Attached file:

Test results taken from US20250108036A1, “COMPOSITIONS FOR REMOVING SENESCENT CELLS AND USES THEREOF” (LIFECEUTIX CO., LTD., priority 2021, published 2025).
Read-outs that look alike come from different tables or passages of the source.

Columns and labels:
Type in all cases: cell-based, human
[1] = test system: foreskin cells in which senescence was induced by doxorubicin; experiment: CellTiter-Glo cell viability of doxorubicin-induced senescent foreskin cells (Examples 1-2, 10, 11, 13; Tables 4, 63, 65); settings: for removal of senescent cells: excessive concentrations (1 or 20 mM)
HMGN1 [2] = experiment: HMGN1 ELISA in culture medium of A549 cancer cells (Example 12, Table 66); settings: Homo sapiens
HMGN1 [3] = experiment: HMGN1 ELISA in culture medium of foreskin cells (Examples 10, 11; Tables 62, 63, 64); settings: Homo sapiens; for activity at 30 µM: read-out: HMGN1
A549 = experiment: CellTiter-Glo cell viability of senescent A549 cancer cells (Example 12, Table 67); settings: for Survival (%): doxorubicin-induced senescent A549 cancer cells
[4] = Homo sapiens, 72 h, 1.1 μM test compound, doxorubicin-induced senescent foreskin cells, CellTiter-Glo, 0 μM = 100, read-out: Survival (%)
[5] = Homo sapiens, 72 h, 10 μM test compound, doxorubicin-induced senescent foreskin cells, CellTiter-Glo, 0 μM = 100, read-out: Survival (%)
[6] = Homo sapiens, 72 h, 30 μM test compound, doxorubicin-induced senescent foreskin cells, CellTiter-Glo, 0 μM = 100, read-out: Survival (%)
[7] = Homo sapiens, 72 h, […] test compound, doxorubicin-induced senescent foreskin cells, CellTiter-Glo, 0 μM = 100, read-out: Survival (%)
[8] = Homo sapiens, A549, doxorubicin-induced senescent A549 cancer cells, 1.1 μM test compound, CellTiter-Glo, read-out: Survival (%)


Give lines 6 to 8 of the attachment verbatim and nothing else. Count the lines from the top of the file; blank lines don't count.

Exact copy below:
HMGN1 [2] = experiment: HMGN1 ELISA in culture medium of A549 cancer cells (Example 12, Table 66); settings: Homo sapiens
HMGN1 [3] = experiment: HMGN1 ELISA in culture medium of foreskin cells (Examples 10, 11; Tables 62, 63, 64); settings: Homo sapiens; for activity at 30 µM: read-out: HMGN1
A549 = experiment: CellTiter-Glo cell viability of senescent A549 cancer cells (Example 12, Table 67); settings: for Survival (%): doxorubicin-induced senescent A549 cancer cells